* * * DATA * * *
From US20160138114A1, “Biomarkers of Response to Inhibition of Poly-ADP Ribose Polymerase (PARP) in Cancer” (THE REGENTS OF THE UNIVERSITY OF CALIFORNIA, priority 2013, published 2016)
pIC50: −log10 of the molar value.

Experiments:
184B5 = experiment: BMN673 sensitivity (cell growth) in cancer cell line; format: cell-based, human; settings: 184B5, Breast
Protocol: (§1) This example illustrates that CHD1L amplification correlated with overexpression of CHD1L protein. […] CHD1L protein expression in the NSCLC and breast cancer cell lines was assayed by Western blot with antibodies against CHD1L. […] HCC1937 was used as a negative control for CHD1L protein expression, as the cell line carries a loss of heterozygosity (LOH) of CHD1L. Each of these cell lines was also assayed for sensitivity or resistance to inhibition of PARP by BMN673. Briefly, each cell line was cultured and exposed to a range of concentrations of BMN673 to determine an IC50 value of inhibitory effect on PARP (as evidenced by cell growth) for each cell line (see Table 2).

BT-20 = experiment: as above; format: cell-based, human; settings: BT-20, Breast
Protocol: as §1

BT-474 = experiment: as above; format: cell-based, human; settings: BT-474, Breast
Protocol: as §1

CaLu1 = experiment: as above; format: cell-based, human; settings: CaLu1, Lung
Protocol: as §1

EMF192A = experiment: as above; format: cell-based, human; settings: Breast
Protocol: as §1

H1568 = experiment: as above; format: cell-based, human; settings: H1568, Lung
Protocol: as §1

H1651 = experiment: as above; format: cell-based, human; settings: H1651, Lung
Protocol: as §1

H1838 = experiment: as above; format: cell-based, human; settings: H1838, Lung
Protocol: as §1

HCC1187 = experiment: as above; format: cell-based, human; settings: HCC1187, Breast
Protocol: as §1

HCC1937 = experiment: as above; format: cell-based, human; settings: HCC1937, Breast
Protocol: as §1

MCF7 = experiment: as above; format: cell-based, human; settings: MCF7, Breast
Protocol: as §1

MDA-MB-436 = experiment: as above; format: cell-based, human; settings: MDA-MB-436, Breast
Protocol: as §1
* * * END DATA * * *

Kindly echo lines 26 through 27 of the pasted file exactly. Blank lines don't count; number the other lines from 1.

MDA-MB-436 = experiment: as above; format: cell-based, human; settings: MDA-MB-436, Breast
Protocol: as §1